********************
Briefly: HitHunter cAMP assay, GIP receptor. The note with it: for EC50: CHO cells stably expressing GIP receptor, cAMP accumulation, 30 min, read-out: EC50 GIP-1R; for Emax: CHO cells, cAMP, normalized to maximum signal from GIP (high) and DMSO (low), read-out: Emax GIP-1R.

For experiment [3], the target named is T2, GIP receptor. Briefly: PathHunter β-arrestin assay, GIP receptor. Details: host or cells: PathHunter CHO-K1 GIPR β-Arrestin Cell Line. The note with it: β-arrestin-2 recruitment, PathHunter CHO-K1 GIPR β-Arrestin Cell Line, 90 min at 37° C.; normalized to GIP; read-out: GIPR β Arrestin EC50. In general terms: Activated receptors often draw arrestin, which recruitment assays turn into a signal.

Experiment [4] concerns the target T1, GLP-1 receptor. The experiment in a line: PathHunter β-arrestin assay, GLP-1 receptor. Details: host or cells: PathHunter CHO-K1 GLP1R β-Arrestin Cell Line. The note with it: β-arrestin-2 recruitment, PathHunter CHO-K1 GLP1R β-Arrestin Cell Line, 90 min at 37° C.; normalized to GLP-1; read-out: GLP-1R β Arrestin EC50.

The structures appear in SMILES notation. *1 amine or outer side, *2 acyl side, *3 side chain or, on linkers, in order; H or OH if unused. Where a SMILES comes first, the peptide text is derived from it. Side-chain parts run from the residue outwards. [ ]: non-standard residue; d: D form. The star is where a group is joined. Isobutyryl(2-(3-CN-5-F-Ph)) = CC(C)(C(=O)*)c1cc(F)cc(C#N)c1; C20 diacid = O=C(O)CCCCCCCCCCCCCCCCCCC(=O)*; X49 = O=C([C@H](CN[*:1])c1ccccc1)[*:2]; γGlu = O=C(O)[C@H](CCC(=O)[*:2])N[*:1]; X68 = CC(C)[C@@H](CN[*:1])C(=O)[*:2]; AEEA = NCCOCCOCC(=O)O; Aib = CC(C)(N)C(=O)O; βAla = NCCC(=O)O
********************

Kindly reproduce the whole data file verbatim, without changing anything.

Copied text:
Briefly: HitHunter cAMP assay, GIP receptor. The note with it: for EC50: CHO cells stably expressing GIP receptor, cAMP accumulation, 30 min, read-out: EC50 GIP-1R; for Emax: CHO cells, cAMP, normalized to maximum signal from GIP (high) and DMSO (low), read-out: Emax GIP-1R.

For experiment [3], the target named is T2, GIP receptor. Briefly: PathHunter β-arrestin assay, GIP receptor. Details: host or cells: PathHunter CHO-K1 GIPR β-Arrestin Cell Line. The note with it: β-arrestin-2 recruitment, PathHunter CHO-K1 GIPR β-Arrestin Cell Line, 90 min at 37° C.; normalized to GIP; read-out: GIPR β Arrestin EC50. In general terms: Activated receptors often draw arrestin, which recruitment assays turn into a signal.

Experiment [4] concerns the target T1, GLP-1 receptor. The experiment in a line: PathHunter β-arrestin assay, GLP-1 receptor. Details: host or cells: PathHunter CHO-K1 GLP1R β-Arrestin Cell Line. The note with it: β-arrestin-2 recruitment, PathHunter CHO-K1 GLP1R β-Arrestin Cell Line, 90 min at 37° C.; normalized to GLP-1; read-out: GLP-1R β Arrestin EC50.

The structures appear in SMILES notation. *1 amine or outer side, *2 acyl side, *3 side chain or, on linkers, in order; H or OH if unused. Where a SMILES comes first, the peptide text is derived from it. Side-chain parts run from the residue outwards. [ ]: non-standard residue; d: D form. The star is where a group is joined. Isobutyryl(2-(3-CN-5-F-Ph)) = CC(C)(C(=O)*)c1cc(F)cc(C#N)c1; C20 diacid = O=C(O)CCCCCCCCCCCCCCCCCCC(=O)*; X49 = O=C([C@H](CN[*:1])c1ccccc1)[*:2]; γGlu = O=C(O)[C@H](CCC(=O)[*:2])N[*:1]; X68 = CC(C)[C@@H](CN[*:1])C(=O)[*:2]; AEEA = NCCOCCOCC(=O)O; Aib = CC(C)(N)C(=O)O; βAla = NCCC(=O)O